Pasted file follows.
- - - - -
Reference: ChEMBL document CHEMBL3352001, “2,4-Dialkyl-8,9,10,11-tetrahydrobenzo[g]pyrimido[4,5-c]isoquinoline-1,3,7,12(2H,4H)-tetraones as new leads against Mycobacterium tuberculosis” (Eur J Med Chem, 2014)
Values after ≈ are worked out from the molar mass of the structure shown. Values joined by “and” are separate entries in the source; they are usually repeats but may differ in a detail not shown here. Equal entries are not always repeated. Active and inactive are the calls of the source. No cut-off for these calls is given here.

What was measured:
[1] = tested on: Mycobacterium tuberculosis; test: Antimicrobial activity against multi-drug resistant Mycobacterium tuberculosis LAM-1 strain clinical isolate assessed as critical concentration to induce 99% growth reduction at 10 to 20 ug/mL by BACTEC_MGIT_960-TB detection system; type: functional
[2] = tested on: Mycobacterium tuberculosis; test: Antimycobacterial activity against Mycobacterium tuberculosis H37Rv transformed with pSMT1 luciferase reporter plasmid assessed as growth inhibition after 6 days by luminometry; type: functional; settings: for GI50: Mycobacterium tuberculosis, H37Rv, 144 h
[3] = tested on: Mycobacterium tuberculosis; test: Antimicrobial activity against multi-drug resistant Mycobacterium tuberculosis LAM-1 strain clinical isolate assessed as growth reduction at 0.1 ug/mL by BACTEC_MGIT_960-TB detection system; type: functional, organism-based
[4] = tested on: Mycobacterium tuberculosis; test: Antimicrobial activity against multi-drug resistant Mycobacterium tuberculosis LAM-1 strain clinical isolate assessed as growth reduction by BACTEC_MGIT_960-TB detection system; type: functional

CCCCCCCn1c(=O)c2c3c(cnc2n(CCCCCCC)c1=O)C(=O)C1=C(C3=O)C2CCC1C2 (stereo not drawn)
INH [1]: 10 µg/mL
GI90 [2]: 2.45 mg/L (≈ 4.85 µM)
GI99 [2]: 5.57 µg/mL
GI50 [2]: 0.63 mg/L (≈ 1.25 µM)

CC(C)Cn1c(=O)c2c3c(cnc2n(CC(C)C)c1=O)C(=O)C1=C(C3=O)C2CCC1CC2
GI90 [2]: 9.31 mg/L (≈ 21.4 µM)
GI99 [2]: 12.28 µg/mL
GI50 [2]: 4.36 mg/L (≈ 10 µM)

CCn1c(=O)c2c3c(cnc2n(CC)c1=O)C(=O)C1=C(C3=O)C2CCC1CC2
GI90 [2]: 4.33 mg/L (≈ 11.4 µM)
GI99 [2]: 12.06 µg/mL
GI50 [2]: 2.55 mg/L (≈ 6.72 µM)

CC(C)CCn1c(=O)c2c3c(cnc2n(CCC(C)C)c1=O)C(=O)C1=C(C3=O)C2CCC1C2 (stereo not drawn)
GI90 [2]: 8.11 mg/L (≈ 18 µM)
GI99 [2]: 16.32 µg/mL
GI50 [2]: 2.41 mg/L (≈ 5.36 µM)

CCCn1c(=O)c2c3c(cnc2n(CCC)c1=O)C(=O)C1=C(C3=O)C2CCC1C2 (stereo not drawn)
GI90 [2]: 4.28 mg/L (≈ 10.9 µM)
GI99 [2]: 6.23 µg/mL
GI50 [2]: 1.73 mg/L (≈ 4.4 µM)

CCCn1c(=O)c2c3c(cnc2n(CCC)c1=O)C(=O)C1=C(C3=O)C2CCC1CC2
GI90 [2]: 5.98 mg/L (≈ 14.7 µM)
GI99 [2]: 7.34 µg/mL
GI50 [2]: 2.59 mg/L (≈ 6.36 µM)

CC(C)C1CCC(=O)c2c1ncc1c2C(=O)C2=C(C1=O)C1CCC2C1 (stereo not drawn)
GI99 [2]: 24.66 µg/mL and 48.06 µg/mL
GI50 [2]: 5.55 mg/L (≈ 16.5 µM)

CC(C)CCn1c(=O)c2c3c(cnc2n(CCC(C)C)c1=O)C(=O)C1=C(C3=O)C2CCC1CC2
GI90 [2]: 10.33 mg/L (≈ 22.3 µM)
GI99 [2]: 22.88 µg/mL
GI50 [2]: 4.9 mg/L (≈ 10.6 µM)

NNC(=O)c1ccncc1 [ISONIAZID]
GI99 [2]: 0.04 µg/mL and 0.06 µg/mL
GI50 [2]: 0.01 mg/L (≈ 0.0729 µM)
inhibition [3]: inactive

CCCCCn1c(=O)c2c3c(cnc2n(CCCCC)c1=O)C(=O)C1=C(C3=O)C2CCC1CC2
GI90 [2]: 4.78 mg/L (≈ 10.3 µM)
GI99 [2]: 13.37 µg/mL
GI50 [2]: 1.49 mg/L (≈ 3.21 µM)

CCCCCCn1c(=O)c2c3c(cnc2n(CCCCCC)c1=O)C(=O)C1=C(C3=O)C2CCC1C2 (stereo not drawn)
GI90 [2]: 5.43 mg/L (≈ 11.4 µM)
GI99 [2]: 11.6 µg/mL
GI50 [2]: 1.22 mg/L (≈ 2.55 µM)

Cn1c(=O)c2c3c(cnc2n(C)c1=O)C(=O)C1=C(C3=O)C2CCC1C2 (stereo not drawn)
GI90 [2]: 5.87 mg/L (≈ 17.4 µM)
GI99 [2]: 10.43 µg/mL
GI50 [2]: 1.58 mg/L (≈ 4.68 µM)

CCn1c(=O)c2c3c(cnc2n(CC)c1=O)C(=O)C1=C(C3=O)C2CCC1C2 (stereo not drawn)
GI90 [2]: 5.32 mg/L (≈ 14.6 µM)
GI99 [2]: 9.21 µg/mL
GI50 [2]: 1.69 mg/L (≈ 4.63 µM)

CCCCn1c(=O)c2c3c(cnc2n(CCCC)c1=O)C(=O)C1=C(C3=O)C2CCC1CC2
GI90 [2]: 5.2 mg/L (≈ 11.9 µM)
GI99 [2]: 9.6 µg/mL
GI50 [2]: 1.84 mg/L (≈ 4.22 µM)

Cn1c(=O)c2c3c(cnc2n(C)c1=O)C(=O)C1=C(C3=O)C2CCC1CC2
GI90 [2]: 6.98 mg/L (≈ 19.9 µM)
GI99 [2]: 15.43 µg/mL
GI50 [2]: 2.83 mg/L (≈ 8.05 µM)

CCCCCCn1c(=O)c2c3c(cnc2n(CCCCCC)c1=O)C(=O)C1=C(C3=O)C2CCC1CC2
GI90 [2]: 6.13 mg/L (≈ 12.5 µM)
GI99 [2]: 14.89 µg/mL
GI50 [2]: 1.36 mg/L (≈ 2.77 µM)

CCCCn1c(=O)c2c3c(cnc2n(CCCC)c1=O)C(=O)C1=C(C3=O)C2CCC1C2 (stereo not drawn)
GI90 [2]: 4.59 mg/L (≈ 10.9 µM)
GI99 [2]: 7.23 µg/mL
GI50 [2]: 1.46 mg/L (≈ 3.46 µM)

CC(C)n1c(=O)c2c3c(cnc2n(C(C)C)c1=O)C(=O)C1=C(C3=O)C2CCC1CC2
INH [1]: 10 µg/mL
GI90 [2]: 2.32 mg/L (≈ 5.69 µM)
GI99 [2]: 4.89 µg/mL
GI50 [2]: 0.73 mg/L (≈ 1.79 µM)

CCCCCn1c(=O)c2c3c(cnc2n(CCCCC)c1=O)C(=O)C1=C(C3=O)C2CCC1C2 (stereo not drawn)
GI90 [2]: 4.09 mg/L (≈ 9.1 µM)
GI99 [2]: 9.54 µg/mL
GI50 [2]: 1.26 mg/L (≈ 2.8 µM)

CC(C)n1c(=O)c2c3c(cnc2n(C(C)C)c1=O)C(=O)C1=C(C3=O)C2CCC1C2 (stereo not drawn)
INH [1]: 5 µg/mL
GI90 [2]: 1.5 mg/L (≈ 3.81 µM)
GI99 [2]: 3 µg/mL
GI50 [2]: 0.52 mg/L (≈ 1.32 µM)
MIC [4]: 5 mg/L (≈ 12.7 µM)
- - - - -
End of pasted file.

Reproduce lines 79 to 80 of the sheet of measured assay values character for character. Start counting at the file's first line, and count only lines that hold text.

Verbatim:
GI99 [2]: 4.89 µg/mL
GI50 [2]: 0.73 mg/L (≈ 1.79 µM)